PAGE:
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Introducing Climate Psychology: facing the climate crisis
Introducing Climate Psychology: facing the climate crisis

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7 A problem too difficult to conceive: climate change as a ‘hyperobject’

Climate Psychology has put the understanding of defences in a central position. However, there is a further understanding of why it is difficult to grasp the reality of climate change. Timothy Morton, a philosopher and Professor of English, discusses climate change through a different lens, that of a ‘hyperobject’. This idea emphasises the impossible-to-grasp nature of climate change. Hyperobjects are massively extended in time and space, which makes them historically beyond the range of human cognition. Morton says that hyperobjects ‘massively outscale us’ (2013, p. 12). Yet, paradoxically, the idea of global warming as a whole cannot be accessed at a cognitive distance, rather it is ‘right here in my social and experiential space’ (Morton, 2013, p. 27). It sticks to everything – the plastic food wrapping, the car journeys, heating the house, a hot day, using the microwave, the smell of bacon, waste disposal. The hyperobject is not what is immediately in front of us because its local direct manifestations are not the hyperobject itself (for example, it is raining heavily – again – but this is not climate change that I feel directly).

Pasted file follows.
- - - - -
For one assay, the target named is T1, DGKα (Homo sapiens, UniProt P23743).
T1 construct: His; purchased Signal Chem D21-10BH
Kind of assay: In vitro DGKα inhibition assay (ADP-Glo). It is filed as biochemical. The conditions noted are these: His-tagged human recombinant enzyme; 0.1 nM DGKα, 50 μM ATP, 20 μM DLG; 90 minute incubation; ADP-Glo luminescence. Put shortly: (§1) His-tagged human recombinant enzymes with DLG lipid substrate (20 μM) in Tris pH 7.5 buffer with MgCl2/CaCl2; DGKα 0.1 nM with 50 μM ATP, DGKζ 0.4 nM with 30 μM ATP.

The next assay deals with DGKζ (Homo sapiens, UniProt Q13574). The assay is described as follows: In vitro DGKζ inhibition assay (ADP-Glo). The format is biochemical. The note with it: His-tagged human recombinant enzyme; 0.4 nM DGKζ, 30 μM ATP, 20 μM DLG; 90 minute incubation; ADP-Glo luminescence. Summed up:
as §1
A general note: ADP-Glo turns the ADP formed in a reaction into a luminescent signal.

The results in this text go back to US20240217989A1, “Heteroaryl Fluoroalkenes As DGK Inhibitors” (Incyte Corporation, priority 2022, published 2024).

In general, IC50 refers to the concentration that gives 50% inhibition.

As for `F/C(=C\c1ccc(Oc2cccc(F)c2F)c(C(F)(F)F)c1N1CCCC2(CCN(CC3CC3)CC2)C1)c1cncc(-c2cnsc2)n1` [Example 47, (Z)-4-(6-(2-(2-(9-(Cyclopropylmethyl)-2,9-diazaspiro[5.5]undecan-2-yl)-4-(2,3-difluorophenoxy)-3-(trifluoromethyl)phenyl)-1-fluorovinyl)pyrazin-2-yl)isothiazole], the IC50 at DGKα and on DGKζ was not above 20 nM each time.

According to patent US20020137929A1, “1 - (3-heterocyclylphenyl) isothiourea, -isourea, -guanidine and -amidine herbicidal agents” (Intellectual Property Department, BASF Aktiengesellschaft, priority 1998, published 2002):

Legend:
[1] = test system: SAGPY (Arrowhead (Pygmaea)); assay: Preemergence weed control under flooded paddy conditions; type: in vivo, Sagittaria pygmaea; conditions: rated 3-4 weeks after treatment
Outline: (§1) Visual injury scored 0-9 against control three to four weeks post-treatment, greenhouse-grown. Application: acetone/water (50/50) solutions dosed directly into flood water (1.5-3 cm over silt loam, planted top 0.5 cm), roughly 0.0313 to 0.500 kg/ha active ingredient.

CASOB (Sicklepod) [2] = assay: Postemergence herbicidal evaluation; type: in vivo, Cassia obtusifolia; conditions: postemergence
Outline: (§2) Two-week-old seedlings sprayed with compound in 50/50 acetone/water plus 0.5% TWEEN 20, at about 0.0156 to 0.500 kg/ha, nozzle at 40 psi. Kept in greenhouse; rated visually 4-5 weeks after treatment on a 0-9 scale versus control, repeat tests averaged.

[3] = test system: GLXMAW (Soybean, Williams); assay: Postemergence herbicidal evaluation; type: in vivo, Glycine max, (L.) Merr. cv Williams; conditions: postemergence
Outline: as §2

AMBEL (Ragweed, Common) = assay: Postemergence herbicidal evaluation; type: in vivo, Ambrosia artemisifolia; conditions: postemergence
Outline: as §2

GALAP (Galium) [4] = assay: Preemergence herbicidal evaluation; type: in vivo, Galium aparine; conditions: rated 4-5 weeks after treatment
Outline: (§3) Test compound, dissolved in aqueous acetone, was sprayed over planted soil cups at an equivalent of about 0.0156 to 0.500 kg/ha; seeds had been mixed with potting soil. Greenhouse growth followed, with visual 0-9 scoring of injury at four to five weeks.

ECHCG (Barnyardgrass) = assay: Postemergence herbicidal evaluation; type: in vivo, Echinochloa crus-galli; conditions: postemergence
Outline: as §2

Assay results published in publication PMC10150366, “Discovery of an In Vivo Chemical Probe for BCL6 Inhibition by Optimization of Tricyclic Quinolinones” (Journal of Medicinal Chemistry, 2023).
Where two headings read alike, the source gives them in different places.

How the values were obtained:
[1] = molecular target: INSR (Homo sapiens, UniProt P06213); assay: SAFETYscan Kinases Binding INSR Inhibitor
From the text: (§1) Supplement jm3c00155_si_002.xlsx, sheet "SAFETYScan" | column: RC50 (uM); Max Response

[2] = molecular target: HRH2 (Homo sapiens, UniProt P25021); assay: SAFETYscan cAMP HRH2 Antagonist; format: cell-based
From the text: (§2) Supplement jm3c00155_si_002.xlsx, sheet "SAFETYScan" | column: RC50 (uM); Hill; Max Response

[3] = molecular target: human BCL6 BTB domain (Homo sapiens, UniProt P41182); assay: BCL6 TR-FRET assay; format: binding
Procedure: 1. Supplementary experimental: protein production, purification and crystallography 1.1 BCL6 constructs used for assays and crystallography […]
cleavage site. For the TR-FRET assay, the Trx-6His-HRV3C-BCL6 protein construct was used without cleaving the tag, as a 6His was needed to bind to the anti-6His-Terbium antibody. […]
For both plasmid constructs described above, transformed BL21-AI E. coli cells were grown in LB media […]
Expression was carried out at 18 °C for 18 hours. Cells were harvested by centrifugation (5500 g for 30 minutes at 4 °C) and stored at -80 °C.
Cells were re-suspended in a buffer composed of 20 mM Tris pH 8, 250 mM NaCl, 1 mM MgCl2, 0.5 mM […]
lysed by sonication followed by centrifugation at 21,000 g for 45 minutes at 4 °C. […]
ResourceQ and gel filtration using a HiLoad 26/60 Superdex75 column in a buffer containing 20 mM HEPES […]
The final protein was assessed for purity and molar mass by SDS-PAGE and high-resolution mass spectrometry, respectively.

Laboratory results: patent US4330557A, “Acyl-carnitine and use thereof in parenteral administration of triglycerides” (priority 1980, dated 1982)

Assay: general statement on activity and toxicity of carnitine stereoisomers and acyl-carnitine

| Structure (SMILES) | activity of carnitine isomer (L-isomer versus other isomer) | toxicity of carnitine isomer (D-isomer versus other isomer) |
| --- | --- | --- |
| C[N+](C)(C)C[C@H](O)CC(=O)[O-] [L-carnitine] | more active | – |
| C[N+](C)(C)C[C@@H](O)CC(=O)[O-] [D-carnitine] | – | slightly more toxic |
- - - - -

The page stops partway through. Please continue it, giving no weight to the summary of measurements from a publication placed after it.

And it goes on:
Activity 6 Where does climate change pop up in your everyday activities?

Timing: Allow about 5 minutes

Morton gives examples such as heating the house, a person’s relation to plastic food wrapping, and turning on the ignition of a petrol-run car. Everything we do in our everyday lives is touched by climate change.

Make a short list of the everyday activities that prompt you to consider climate change in its whole manifestation (as a ‘hyperobject’).

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